Where are the Indian Women in the knowledge economy ?:

Where are the Indian Women in the knowledge economy ? Education is a necessity for all and not just a luxury for those who can afford it. Therefore, it must be a top concern for India as she ventures into the future, since without a solid educational spine, her economy will no longer be able to stand the test of time. At present only 7 % of total India women have been able to enroll for higher education institutions. 8

Need for a reversal of these trends by :

Need for a reversal of these trends by means of wider access higher education, review of appointment and promotion procedures, provision of legislative and infra-structure support in all professions special programmes for mentoring women for induction in decision making bodies affirmative action to favour women's access and participation while awaiting a genuine change in attitude towards full gender equality and institutional and governmental support through clear and effective policies which are actually enforced. Support services: transport, crèche, hostel, counseling, bridge courses 9

The Gender Dimension of the University Curriculum:

The Gender Dimension of the University Curriculum - Must offer stimulating role models for women students; - Must Provide encouragement and build their confidence - Must present male-dominated careers in a light which is more attractive to women. Moreover, since development theory acknowledges that the gender dimension has become a key factor in any solutions proposed for global problems, gender mainstreaming in higher education is a MUST. 10

Profile of Women in Higher Education in India:

Profile of Women in Higher Education in India Access/Participation at Undergraduate Level Institutional Good Practice for Gender Equity in Higher Education-30% reservation of girls in engineering colleges, IITs Scholarships-Ministry of Science and Technology Women Graduates and Decision-making: Policy, positions, mandated power, not symbolic Cultural Barriers Affecting Women, Higher Education and Development Strategies for the New Millennium 11

Affirmative Action:

Affirmative Action “Equal opportunities offered in circumstances of inequalities of endowment an environment will only perpetuate the existing patterns of inequality” Affirmative action strategies to reduce inequities of access generally have a bad name; whether from the traditionalists who see them leading to the watering down of standards or among some women who see them as devaluing their credentials if all women are viewed as having entered under these strategies. 12

Women in Higher Education Governance:

Women in Higher Education Governance Women's Legal Rights The Critical Mass Factor Adapting Cultural Traditions The Challenges of Leadership Institutional Commitment to Gender Equity Feminine Leadership The Social Responsibilities of Higher Education Challenge gender bias, women’s agency, dignity 13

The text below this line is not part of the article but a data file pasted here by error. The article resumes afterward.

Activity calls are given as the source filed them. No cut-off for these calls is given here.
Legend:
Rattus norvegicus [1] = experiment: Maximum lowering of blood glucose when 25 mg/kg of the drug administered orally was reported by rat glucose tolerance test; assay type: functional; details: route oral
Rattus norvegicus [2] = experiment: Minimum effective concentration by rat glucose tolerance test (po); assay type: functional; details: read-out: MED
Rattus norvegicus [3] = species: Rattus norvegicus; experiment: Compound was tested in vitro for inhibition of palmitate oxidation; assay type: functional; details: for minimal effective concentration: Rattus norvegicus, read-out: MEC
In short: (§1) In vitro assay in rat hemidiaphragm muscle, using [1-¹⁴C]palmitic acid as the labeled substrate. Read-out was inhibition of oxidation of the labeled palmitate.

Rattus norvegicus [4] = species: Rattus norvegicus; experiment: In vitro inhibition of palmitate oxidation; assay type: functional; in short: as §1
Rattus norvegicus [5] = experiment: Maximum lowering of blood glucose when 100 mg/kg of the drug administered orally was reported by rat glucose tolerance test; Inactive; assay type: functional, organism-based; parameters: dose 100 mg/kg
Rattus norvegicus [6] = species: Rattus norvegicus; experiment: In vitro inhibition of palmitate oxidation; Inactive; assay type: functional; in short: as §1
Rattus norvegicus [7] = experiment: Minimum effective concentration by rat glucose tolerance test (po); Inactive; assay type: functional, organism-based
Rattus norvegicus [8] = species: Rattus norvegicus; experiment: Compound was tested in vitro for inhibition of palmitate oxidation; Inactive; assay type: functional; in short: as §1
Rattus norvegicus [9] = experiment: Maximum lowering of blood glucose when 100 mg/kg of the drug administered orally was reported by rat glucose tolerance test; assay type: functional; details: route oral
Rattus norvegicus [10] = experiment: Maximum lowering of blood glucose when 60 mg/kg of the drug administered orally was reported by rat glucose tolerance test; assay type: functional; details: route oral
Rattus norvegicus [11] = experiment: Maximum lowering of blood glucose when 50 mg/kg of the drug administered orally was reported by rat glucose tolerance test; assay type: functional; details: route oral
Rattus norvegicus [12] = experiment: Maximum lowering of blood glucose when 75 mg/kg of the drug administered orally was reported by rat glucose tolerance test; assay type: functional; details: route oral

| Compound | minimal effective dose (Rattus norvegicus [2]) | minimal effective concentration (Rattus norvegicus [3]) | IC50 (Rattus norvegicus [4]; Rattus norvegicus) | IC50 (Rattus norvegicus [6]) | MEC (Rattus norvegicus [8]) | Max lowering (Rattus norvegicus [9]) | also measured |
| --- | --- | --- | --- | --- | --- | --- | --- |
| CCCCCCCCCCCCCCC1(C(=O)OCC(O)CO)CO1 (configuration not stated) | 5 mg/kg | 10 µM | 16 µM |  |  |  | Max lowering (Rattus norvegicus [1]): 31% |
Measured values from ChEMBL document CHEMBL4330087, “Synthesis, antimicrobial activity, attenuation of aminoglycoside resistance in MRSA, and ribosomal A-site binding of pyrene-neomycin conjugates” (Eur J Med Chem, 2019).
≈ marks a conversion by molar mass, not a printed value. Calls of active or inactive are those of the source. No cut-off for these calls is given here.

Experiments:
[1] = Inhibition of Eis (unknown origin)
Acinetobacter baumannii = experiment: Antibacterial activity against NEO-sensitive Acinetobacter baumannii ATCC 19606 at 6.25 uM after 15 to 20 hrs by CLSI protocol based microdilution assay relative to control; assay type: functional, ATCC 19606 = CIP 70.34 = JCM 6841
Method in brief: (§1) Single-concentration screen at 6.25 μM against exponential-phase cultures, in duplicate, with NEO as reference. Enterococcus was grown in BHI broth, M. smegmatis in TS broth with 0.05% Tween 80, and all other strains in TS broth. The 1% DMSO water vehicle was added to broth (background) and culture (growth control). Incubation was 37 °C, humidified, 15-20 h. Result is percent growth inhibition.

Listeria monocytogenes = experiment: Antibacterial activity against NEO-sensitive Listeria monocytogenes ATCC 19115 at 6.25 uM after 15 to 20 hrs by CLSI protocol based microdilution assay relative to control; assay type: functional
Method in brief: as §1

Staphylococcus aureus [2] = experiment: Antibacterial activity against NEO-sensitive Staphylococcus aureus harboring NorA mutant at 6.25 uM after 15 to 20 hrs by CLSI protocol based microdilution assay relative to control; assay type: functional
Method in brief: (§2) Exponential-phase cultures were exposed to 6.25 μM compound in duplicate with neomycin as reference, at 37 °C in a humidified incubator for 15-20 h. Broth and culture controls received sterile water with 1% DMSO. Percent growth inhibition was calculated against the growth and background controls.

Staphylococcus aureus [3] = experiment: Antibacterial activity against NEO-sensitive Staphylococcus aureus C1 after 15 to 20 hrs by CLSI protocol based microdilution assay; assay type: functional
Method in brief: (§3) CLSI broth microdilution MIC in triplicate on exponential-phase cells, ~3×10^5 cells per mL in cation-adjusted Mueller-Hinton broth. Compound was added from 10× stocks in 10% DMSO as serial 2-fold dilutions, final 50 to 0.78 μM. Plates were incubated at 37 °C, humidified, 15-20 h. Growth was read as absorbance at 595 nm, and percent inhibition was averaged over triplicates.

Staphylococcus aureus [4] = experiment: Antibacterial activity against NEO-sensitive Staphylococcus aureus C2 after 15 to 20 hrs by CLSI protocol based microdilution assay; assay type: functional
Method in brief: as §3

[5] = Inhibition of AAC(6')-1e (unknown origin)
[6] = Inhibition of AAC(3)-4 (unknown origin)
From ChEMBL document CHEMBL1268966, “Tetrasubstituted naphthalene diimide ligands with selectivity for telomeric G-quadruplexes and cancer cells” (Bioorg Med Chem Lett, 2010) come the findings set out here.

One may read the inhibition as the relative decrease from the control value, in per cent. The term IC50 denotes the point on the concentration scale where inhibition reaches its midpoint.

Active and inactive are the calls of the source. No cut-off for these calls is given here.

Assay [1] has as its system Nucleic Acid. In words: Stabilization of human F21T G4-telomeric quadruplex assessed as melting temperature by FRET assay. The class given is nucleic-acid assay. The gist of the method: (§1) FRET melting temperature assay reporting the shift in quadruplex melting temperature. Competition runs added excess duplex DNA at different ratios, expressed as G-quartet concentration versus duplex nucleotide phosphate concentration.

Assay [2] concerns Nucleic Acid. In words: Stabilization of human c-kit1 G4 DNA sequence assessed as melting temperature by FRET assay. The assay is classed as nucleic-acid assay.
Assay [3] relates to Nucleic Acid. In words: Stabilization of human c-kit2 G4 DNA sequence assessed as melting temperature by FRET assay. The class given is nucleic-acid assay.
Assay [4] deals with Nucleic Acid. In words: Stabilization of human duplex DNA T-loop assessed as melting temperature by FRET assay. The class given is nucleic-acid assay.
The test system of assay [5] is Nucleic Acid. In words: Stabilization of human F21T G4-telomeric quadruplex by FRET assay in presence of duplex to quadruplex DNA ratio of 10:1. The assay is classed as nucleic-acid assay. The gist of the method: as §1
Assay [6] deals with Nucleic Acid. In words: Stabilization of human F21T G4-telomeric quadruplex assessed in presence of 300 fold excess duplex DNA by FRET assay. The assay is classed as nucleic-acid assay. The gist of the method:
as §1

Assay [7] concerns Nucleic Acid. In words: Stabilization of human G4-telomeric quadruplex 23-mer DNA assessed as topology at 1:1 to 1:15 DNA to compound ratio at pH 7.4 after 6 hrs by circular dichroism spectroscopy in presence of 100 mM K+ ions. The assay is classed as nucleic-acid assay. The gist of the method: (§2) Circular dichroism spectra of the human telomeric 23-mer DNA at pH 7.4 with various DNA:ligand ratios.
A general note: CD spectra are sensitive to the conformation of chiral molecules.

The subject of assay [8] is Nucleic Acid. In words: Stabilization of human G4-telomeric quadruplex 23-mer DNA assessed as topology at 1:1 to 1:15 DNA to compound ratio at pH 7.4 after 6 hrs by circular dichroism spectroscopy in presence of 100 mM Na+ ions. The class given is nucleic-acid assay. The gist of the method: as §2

Recommendations The state must provide women with solid foundation in mathematics and science subjects; discourage the system of tracking students into arts and science streams at the second level of education, provide childcare facilities at the institution of higher learning. In situations where particular fields of study have to be pursued in another country, create special funding for married women so that their spouses can accompany them; provide a means through which the issues of gender inequality can be addressed both formally and informally, at all levels of society 14

Challenging Tasks:

Challenging Tasks Decision-making role of women in higher education as also in the larger polity around needs to be guarded and nurtured for all women so that women can make themselves heard as a public voice of judgment - heard by both men and women; Expansion of gender dimension in educational curriculum - not only in higher education but all levels, and particularly in science and technology curriculum - should be meant for the public domain of judgment, of both men and women alike. Access of women to higher education. Here, although positive discrimination in their favour is called for in general, emancipation of the subaltern women requires a priority over public protection of the elite women's interests. This, therefore, should be based on the private domain of personal interests rather than public domain of universalism; Access to tertiary employment after completion of higher education 15

Three broad outcomes of education :

Three broad outcomes of education Thank you 16